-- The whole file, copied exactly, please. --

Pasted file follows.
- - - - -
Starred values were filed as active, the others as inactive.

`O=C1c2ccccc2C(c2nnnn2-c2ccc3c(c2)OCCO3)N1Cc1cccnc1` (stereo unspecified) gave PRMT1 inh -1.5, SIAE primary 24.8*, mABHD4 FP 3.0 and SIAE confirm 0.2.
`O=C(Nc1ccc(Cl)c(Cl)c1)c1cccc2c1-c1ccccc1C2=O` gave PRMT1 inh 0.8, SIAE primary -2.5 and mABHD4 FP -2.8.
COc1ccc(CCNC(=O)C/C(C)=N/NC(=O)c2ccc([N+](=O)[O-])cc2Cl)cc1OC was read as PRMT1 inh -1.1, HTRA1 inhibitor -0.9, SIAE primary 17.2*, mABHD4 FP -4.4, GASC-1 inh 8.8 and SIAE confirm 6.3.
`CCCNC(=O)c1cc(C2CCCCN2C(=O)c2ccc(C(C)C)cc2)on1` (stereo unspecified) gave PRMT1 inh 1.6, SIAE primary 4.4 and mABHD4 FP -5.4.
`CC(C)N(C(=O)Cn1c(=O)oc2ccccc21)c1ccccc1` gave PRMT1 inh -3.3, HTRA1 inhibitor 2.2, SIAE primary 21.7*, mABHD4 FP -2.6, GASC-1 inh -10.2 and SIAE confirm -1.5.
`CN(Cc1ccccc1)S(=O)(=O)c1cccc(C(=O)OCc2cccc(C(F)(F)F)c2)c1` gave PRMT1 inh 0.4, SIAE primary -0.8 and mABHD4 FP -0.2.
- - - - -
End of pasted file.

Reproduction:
Starred values were filed as active, the others as inactive.

`O=C1c2ccccc2C(c2nnnn2-c2ccc3c(c2)OCCO3)N1Cc1cccnc1` (stereo unspecified) gave PRMT1 inh -1.5, SIAE primary 24.8*, mABHD4 FP 3.0 and SIAE confirm 0.2.
`O=C(Nc1ccc(Cl)c(Cl)c1)c1cccc2c1-c1ccccc1C2=O` gave PRMT1 inh 0.8, SIAE primary -2.5 and mABHD4 FP -2.8.
COc1ccc(CCNC(=O)C/C(C)=N/NC(=O)c2ccc([N+](=O)[O-])cc2Cl)cc1OC was read as PRMT1 inh -1.1, HTRA1 inhibitor -0.9, SIAE primary 17.2*, mABHD4 FP -4.4, GASC-1 inh 8.8 and SIAE confirm 6.3.
`CCCNC(=O)c1cc(C2CCCCN2C(=O)c2ccc(C(C)C)cc2)on1` (stereo unspecified) gave PRMT1 inh 1.6, SIAE primary 4.4 and mABHD4 FP -5.4.
`CC(C)N(C(=O)Cn1c(=O)oc2ccccc21)c1ccccc1` gave PRMT1 inh -3.3, HTRA1 inhibitor 2.2, SIAE primary 21.7*, mABHD4 FP -2.6, GASC-1 inh -10.2 and SIAE confirm -1.5.
`CN(Cc1ccccc1)S(=O)(=O)c1cccc(C(=O)OCc2cccc(C(F)(F)F)c2)c1` gave PRMT1 inh 0.4, SIAE primary -0.8 and mABHD4 FP -0.2.